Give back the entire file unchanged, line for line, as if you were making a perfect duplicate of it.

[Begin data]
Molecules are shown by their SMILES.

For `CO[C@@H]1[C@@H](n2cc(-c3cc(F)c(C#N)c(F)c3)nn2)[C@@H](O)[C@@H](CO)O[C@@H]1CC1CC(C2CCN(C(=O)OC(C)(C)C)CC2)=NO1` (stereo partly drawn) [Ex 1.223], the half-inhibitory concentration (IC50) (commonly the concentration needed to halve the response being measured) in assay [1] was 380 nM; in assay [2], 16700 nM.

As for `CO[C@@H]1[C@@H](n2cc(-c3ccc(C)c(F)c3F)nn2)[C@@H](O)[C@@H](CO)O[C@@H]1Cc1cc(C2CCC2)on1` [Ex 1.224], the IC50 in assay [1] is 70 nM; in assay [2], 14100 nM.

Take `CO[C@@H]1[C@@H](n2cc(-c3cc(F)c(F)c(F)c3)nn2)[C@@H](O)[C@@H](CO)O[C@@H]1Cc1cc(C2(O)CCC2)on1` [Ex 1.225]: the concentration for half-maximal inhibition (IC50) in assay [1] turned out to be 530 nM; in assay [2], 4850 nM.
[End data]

Molecules are shown by their SMILES.

For `CO[C@@H]1[C@@H](n2cc(-c3cc(F)c(C#N)c(F)c3)nn2)[C@@H](O)[C@@H](CO)O[C@@H]1CC1CC(C2CCN(C(=O)OC(C)(C)C)CC2)=NO1` (stereo partly drawn) [Ex 1.223], the half-inhibitory concentration (IC50) (commonly the concentration needed to halve the response being measured) in assay [1] was 380 nM; in assay [2], 16700 nM.

As for `CO[C@@H]1[C@@H](n2cc(-c3ccc(C)c(F)c3F)nn2)[C@@H](O)[C@@H](CO)O[C@@H]1Cc1cc(C2CCC2)on1` [Ex 1.224], the IC50 in assay [1] is 70 nM; in assay [2], 14100 nM.

Take `CO[C@@H]1[C@@H](n2cc(-c3cc(F)c(F)c(F)c3)nn2)[C@@H](O)[C@@H](CO)O[C@@H]1Cc1cc(C2(O)CCC2)on1` [Ex 1.225]: the concentration for half-maximal inhibition (IC50) in assay [1] turned out to be 530 nM; in assay [2], 4850 nM.